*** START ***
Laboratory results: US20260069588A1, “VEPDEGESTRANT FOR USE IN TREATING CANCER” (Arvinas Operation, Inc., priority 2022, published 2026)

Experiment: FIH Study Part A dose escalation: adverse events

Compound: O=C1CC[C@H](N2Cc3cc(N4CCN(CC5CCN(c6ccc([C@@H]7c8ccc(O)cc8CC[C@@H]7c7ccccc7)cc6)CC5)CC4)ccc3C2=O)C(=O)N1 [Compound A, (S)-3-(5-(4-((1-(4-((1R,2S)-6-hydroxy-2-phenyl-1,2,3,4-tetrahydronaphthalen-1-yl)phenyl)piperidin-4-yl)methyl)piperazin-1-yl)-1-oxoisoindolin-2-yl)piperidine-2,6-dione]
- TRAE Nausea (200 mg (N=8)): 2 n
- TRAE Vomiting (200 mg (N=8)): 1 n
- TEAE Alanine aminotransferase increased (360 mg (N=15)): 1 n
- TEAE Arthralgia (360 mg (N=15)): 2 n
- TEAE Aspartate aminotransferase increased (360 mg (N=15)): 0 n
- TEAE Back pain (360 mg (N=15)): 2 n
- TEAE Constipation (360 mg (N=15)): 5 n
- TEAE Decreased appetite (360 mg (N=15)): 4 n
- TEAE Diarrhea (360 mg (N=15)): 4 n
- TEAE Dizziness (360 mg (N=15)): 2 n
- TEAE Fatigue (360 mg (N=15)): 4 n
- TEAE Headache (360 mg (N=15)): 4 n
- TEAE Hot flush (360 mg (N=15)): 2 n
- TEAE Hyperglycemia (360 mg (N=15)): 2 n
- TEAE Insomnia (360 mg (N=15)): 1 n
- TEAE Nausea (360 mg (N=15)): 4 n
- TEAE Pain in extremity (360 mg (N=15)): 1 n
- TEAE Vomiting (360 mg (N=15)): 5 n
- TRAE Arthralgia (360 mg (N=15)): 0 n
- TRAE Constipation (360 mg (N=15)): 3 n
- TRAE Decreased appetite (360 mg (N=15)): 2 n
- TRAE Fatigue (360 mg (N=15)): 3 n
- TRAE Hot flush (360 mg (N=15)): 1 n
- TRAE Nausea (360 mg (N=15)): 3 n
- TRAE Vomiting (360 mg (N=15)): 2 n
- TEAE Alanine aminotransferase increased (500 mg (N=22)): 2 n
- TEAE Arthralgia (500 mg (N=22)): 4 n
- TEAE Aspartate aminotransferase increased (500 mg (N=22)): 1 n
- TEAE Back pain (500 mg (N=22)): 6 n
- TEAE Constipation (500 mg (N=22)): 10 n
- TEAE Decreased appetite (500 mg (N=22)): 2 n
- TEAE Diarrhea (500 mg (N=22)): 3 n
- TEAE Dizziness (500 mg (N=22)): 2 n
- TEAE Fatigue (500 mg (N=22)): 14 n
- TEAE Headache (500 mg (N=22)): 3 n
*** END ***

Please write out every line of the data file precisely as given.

Laboratory results: US20260069588A1, “VEPDEGESTRANT FOR USE IN TREATING CANCER” (Arvinas Operation, Inc., priority 2022, published 2026)

Experiment: FIH Study Part A dose escalation: adverse events

Compound: O=C1CC[C@H](N2Cc3cc(N4CCN(CC5CCN(c6ccc([C@@H]7c8ccc(O)cc8CC[C@@H]7c7ccccc7)cc6)CC5)CC4)ccc3C2=O)C(=O)N1 [Compound A, (S)-3-(5-(4-((1-(4-((1R,2S)-6-hydroxy-2-phenyl-1,2,3,4-tetrahydronaphthalen-1-yl)phenyl)piperidin-4-yl)methyl)piperazin-1-yl)-1-oxoisoindolin-2-yl)piperidine-2,6-dione]
- TRAE Nausea (200 mg (N=8)): 2 n
- TRAE Vomiting (200 mg (N=8)): 1 n
- TEAE Alanine aminotransferase increased (360 mg (N=15)): 1 n
- TEAE Arthralgia (360 mg (N=15)): 2 n
- TEAE Aspartate aminotransferase increased (360 mg (N=15)): 0 n
- TEAE Back pain (360 mg (N=15)): 2 n
- TEAE Constipation (360 mg (N=15)): 5 n
- TEAE Decreased appetite (360 mg (N=15)): 4 n
- TEAE Diarrhea (360 mg (N=15)): 4 n
- TEAE Dizziness (360 mg (N=15)): 2 n
- TEAE Fatigue (360 mg (N=15)): 4 n
- TEAE Headache (360 mg (N=15)): 4 n
- TEAE Hot flush (360 mg (N=15)): 2 n
- TEAE Hyperglycemia (360 mg (N=15)): 2 n
- TEAE Insomnia (360 mg (N=15)): 1 n
- TEAE Nausea (360 mg (N=15)): 4 n
- TEAE Pain in extremity (360 mg (N=15)): 1 n
- TEAE Vomiting (360 mg (N=15)): 5 n
- TRAE Arthralgia (360 mg (N=15)): 0 n
- TRAE Constipation (360 mg (N=15)): 3 n
- TRAE Decreased appetite (360 mg (N=15)): 2 n
- TRAE Fatigue (360 mg (N=15)): 3 n
- TRAE Hot flush (360 mg (N=15)): 1 n
- TRAE Nausea (360 mg (N=15)): 3 n
- TRAE Vomiting (360 mg (N=15)): 2 n
- TEAE Alanine aminotransferase increased (500 mg (N=22)): 2 n
- TEAE Arthralgia (500 mg (N=22)): 4 n
- TEAE Aspartate aminotransferase increased (500 mg (N=22)): 1 n
- TEAE Back pain (500 mg (N=22)): 6 n
- TEAE Constipation (500 mg (N=22)): 10 n
- TEAE Decreased appetite (500 mg (N=22)): 2 n
- TEAE Diarrhea (500 mg (N=22)): 3 n
- TEAE Dizziness (500 mg (N=22)): 2 n
- TEAE Fatigue (500 mg (N=22)): 14 n
- TEAE Headache (500 mg (N=22)): 3 n